Myanmar journalist gets jail time for trespassing
A court in Myanmar sentenced a journalist to one year in prison for trespassing and obstructing a civil servant
A court in central Myanmar sentenced a journalist to one year in prison for trespassing and obstructing a civil servant while doing a story on education, a spokesman for his company said Tuesday, in the latest sign the country's media climate is worsening.
Zaw Pe, a video journalist for Democratic Voice of Burma, was covering a Japanese-funded scholarship program in Magwe region when he was arrested after interviewing students and filming inside an education department office, said Khin Maung Soe, a DVB spokesman.
Zaw, 41, also got into an argument with an official inside the education department in Magwe region and was charged with obstructing a civil servant from carrying out his duties.
Myanmar only recently emerged from a half-century of military rule, and democratic reforms implemented since a nominally civilian government was installed in 2011 have been widely praised, including the freeing up of its repressive press. But media watchdogs say reporters still face intimidation, arrests and criminal charges, and that the media climate appears to be worsening.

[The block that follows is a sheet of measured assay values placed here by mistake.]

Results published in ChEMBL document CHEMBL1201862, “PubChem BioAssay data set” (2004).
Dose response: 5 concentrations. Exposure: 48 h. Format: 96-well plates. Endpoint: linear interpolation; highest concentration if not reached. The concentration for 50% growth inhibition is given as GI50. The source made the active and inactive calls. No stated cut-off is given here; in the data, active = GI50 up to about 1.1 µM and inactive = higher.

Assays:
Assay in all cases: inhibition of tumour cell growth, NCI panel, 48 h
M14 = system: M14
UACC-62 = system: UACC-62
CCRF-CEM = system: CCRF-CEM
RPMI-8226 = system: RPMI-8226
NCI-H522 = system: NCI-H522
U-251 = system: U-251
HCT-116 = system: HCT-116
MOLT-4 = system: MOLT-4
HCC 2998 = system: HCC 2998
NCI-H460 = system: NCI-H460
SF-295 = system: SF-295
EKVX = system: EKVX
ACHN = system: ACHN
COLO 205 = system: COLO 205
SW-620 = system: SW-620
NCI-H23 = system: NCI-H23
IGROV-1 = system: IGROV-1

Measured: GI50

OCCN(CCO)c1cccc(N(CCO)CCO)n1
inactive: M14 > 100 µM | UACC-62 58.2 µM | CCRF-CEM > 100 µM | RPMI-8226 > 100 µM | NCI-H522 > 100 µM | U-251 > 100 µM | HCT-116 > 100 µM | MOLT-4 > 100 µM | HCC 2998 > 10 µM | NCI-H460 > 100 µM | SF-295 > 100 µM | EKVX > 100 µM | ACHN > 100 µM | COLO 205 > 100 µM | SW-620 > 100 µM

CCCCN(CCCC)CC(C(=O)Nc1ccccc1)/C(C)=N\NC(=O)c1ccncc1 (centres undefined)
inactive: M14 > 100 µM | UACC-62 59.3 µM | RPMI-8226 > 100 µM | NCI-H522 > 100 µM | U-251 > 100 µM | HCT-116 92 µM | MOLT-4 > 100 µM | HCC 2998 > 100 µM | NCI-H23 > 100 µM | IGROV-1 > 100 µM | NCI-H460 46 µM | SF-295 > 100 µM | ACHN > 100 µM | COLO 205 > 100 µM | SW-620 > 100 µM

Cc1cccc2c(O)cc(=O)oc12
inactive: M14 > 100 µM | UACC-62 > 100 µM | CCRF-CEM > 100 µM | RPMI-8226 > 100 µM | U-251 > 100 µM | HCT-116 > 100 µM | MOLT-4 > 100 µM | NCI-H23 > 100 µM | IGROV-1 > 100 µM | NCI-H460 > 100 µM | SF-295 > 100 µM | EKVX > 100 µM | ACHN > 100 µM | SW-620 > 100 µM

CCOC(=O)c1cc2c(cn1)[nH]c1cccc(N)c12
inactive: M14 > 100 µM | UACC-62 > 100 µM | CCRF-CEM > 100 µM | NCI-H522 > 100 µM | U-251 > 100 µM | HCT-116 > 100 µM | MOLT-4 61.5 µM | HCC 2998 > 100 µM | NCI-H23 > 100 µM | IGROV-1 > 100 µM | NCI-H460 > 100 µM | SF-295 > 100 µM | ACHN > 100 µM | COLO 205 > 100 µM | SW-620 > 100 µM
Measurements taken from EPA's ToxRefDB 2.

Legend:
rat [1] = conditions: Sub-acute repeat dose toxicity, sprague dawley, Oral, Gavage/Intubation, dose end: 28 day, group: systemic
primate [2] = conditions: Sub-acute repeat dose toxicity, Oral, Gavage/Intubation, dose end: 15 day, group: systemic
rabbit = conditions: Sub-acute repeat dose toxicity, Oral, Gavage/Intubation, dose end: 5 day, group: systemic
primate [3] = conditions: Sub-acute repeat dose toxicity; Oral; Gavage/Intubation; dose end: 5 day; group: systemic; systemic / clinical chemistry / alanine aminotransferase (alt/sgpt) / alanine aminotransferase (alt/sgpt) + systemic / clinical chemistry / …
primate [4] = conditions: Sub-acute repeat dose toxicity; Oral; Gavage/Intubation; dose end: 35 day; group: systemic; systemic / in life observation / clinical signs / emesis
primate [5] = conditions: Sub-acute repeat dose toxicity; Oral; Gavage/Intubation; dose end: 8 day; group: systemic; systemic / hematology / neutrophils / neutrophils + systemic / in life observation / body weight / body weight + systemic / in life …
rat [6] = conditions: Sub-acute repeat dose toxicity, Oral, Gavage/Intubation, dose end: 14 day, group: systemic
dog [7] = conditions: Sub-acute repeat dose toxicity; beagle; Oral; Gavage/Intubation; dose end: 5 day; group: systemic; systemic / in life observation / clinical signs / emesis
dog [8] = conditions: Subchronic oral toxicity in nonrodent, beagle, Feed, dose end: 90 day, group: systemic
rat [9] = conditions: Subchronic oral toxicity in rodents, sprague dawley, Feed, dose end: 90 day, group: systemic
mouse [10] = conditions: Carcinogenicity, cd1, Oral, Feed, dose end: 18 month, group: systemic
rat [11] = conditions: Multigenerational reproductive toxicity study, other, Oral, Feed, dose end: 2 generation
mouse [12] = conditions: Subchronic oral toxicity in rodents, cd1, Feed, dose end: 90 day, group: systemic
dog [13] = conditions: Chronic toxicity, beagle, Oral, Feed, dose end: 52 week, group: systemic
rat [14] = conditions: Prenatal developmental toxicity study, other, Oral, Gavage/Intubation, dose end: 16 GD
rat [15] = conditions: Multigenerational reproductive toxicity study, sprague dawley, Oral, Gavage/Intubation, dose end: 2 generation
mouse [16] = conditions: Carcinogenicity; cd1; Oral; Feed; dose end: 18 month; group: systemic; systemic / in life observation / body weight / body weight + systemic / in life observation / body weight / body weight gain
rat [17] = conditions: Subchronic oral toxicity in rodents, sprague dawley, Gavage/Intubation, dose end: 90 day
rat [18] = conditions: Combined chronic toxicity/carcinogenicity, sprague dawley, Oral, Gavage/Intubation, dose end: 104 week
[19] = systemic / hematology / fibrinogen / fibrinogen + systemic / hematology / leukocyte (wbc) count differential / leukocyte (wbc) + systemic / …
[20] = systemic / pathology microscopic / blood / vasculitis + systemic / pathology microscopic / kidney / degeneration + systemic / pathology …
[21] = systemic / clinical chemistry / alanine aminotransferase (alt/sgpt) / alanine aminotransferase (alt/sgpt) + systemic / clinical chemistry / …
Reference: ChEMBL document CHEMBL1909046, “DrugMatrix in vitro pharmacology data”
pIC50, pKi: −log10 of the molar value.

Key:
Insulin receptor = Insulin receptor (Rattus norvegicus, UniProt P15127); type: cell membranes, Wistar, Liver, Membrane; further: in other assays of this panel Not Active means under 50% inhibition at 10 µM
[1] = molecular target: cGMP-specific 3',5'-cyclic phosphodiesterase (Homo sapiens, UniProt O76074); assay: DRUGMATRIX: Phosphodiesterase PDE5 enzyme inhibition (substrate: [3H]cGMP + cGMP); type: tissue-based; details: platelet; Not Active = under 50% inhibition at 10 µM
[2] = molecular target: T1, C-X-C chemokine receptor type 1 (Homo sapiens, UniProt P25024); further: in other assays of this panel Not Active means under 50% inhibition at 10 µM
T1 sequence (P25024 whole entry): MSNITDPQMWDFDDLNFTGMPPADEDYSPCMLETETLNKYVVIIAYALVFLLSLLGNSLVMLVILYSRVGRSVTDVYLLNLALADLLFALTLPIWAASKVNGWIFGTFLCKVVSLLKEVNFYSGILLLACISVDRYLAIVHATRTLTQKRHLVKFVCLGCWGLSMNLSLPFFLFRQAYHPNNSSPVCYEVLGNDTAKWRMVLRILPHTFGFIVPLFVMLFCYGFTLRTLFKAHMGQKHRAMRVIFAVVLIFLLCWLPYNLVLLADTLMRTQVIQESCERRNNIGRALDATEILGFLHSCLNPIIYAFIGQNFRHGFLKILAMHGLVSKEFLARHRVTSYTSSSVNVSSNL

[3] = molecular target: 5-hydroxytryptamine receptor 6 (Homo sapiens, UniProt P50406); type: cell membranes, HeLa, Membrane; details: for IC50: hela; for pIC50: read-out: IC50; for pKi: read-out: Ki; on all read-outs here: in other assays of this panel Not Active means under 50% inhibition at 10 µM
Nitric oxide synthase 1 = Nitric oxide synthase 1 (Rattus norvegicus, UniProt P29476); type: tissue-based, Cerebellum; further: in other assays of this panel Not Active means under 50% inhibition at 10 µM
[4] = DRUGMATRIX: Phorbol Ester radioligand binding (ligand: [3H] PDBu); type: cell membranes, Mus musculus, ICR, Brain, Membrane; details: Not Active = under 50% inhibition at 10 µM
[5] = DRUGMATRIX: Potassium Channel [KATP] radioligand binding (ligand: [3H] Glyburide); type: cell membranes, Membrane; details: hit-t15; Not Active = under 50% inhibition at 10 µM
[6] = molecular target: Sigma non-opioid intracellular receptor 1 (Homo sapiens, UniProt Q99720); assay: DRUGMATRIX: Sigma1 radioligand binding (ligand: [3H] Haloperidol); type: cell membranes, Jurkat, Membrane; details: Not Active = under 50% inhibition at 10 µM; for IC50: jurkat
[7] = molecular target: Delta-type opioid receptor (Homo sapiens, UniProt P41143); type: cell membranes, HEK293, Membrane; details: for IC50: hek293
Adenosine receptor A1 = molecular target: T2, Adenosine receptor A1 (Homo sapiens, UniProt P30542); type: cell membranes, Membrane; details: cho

“Media freedom is not just about the lifting of censorship,” said Khin Maung Soe. “If journalists are not allowed to do interviews freely, denied access to information and face criminal charges for their journalistic activities, we cannot call it freedom of press.”
Several other journalists have come under fire in recent months.
Four reporters and chief executive of the private weekly journal, “Unity,” face up to 14 years in prison for violating the country's state secret's act following publication of a story about an alleged chemical weapons factory in Myanmar.
And, a young journalist working for the private “Daily Eleven” newspaper was given three months in jail in December for trespassing, use of abusive language and defamation while working on a story about corruption.